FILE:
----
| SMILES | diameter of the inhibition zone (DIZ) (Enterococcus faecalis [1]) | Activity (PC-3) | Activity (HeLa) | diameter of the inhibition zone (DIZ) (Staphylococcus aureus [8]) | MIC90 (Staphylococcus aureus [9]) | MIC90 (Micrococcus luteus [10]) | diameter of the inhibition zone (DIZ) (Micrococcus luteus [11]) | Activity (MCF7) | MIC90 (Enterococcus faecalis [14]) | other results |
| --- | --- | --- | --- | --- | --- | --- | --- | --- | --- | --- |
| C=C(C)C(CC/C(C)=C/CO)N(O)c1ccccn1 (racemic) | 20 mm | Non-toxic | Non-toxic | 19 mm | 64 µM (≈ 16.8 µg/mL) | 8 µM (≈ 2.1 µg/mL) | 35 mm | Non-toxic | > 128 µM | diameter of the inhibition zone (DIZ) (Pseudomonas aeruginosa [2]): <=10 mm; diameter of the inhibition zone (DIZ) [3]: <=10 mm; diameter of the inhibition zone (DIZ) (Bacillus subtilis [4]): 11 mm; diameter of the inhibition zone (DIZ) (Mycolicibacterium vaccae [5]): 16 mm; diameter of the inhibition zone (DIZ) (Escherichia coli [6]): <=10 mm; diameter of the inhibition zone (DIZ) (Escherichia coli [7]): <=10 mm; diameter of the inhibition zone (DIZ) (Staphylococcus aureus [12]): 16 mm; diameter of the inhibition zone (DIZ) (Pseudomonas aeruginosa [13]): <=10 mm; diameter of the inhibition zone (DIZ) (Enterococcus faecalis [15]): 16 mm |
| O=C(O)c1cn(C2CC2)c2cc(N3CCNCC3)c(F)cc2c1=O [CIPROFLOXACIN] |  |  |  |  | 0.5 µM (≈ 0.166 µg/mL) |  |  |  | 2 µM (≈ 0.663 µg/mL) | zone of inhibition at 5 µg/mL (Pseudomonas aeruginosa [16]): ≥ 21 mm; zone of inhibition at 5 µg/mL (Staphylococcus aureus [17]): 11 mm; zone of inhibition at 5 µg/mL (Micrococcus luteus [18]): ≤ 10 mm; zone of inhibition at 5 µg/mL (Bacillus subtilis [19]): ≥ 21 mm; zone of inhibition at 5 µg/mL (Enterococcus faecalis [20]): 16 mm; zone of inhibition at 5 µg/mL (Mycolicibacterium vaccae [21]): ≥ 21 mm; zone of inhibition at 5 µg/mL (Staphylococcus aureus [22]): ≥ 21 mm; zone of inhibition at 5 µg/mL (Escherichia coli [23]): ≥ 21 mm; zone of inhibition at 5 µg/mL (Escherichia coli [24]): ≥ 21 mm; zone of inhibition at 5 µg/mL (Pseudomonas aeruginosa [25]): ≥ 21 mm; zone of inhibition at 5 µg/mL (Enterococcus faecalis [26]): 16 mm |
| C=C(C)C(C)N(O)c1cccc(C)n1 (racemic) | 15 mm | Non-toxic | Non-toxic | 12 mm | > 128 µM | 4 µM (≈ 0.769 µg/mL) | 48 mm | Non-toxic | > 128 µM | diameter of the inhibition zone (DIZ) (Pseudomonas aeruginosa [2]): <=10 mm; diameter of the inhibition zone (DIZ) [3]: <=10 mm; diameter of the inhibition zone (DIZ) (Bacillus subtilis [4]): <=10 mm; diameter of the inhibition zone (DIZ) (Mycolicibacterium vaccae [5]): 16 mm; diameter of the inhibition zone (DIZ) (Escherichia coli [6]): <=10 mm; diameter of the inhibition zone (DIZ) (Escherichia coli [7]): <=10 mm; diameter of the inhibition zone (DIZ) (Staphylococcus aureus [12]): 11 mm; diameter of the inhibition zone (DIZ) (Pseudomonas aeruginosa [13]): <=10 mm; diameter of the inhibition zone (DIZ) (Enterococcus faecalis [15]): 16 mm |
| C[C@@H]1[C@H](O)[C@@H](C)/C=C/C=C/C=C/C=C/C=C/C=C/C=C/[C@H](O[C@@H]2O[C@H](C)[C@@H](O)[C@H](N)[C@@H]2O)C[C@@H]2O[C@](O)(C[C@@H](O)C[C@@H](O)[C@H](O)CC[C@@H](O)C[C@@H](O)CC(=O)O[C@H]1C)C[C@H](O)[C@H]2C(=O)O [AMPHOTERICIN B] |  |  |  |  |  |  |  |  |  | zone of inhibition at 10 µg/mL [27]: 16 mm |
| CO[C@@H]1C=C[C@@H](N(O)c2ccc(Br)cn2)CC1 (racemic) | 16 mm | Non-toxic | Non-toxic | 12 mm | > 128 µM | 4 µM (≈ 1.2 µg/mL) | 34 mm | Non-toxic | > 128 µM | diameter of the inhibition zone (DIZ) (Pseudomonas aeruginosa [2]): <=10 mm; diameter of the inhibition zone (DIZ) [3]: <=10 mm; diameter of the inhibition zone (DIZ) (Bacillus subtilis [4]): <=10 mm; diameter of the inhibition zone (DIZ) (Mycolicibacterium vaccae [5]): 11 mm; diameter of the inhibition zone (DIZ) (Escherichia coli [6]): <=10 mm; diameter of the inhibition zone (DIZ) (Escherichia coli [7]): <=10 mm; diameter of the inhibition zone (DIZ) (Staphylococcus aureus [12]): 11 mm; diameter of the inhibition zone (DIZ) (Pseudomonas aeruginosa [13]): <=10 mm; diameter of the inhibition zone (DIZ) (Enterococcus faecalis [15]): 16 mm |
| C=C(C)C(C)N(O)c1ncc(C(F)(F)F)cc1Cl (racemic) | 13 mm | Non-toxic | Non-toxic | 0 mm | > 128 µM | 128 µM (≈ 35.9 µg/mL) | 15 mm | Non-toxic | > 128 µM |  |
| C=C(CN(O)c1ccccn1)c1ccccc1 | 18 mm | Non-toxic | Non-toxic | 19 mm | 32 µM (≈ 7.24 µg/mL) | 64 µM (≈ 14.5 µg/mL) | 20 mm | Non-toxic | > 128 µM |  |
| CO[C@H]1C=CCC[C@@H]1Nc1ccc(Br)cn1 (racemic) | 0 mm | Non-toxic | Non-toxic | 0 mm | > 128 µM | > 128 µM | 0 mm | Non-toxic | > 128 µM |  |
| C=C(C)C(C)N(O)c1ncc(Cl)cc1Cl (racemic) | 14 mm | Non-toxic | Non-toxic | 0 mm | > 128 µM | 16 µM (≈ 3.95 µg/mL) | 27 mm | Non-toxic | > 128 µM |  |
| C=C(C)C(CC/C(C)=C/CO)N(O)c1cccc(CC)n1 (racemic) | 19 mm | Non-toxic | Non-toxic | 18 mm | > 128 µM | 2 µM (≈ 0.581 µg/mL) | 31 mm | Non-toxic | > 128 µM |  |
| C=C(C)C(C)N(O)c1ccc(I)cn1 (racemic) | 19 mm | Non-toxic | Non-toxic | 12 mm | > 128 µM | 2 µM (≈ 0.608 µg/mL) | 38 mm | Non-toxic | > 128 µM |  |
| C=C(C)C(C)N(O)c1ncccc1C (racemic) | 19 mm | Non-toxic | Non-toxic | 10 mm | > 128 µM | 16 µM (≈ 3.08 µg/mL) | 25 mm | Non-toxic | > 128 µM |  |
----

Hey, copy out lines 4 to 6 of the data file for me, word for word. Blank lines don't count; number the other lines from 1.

| O=C(O)c1cn(C2CC2)c2cc(N3CCNCC3)c(F)cc2c1=O [CIPROFLOXACIN] |  |  |  |  | 0.5 µM (≈ 0.166 µg/mL) |  |  |  | 2 µM (≈ 0.663 µg/mL) | zone of inhibition at 5 µg/mL (Pseudomonas aeruginosa [16]): ≥ 21 mm; zone of inhibition at 5 µg/mL (Staphylococcus aureus [17]): 11 mm; zone of inhibition at 5 µg/mL (Micrococcus luteus [18]): ≤ 10 mm; zone of inhibition at 5 µg/mL (Bacillus subtilis [19]): ≥ 21 mm; zone of inhibition at 5 µg/mL (Enterococcus faecalis [20]): 16 mm; zone of inhibition at 5 µg/mL (Mycolicibacterium vaccae [21]): ≥ 21 mm; zone of inhibition at 5 µg/mL (Staphylococcus aureus [22]): ≥ 21 mm; zone of inhibition at 5 µg/mL (Escherichia coli [23]): ≥ 21 mm; zone of inhibition at 5 µg/mL (Escherichia coli [24]): ≥ 21 mm; zone of inhibition at 5 µg/mL (Pseudomonas aeruginosa [25]): ≥ 21 mm; zone of inhibition at 5 µg/mL (Enterococcus faecalis [26]): 16 mm |
| C=C(C)C(C)N(O)c1cccc(C)n1 (racemic) | 15 mm | Non-toxic | Non-toxic | 12 mm | > 128 µM | 4 µM (≈ 0.769 µg/mL) | 48 mm | Non-toxic | > 128 µM | diameter of the inhibition zone (DIZ) (Pseudomonas aeruginosa [2]): <=10 mm; diameter of the inhibition zone (DIZ) [3]: <=10 mm; diameter of the inhibition zone (DIZ) (Bacillus subtilis [4]): <=10 mm; diameter of the inhibition zone (DIZ) (Mycolicibacterium vaccae [5]): 16 mm; diameter of the inhibition zone (DIZ) (Escherichia coli [6]): <=10 mm; diameter of the inhibition zone (DIZ) (Escherichia coli [7]): <=10 mm; diameter of the inhibition zone (DIZ) (Staphylococcus aureus [12]): 11 mm; diameter of the inhibition zone (DIZ) (Pseudomonas aeruginosa [13]): <=10 mm; diameter of the inhibition zone (DIZ) (Enterococcus faecalis [15]): 16 mm |
| C[C@@H]1[C@H](O)[C@@H](C)/C=C/C=C/C=C/C=C/C=C/C=C/C=C/[C@H](O[C@@H]2O[C@H](C)[C@@H](O)[C@H](N)[C@@H]2O)C[C@@H]2O[C@](O)(C[C@@H](O)C[C@@H](O)[C@H](O)CC[C@@H](O)C[C@@H](O)CC(=O)O[C@H]1C)C[C@H](O)[C@H]2C(=O)O [AMPHOTERICIN B] |  |  |  |  |  |  |  |  |  | zone of inhibition at 10 µg/mL [27]: 16 mm |